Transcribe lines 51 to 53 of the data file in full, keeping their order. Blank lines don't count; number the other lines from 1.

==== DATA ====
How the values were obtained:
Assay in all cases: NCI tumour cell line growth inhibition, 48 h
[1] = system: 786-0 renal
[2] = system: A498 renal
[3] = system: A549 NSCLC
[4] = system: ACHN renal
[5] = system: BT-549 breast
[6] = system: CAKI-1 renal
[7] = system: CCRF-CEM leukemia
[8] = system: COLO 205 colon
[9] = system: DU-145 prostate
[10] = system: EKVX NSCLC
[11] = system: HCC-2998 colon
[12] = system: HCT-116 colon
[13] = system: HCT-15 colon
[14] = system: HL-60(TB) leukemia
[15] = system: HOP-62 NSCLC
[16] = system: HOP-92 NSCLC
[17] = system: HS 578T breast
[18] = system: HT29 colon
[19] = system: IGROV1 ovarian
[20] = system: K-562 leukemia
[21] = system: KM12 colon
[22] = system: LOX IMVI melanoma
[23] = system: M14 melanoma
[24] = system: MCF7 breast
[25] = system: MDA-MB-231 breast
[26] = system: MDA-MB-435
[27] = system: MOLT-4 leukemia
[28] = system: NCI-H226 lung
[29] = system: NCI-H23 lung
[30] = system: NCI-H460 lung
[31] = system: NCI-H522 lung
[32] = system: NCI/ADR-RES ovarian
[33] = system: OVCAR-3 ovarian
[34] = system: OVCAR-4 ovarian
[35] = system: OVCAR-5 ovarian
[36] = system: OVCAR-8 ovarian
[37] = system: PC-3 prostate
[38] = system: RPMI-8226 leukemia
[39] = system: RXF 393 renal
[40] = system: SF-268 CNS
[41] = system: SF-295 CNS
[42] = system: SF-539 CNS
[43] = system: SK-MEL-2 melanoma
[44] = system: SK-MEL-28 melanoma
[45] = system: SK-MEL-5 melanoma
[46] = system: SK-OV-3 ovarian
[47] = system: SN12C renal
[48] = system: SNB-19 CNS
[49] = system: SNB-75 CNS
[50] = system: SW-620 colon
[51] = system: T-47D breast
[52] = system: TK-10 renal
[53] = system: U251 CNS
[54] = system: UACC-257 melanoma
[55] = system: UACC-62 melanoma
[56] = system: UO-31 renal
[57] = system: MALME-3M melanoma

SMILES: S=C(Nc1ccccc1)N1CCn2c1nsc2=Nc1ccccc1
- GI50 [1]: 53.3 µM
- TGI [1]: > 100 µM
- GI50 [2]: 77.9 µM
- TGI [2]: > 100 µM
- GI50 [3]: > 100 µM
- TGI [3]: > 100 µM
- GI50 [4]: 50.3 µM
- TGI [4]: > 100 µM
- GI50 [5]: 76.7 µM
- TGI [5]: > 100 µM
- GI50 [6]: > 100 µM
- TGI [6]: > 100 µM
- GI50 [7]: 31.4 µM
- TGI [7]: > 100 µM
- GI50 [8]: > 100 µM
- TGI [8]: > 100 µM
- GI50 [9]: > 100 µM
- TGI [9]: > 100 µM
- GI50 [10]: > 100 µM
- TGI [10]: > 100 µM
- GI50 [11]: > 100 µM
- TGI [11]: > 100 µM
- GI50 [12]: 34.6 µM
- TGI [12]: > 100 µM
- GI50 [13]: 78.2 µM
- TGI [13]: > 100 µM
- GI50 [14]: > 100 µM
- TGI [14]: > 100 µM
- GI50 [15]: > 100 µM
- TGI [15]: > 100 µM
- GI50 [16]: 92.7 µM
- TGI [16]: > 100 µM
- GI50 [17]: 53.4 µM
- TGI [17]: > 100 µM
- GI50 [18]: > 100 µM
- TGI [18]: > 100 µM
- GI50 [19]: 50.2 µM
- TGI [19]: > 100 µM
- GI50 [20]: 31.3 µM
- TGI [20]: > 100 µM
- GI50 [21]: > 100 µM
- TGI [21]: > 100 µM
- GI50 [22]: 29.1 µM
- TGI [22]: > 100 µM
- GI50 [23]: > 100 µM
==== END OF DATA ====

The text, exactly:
[49] = system: SNB-75 CNS
[50] = system: SW-620 colon
[51] = system: T-47D breast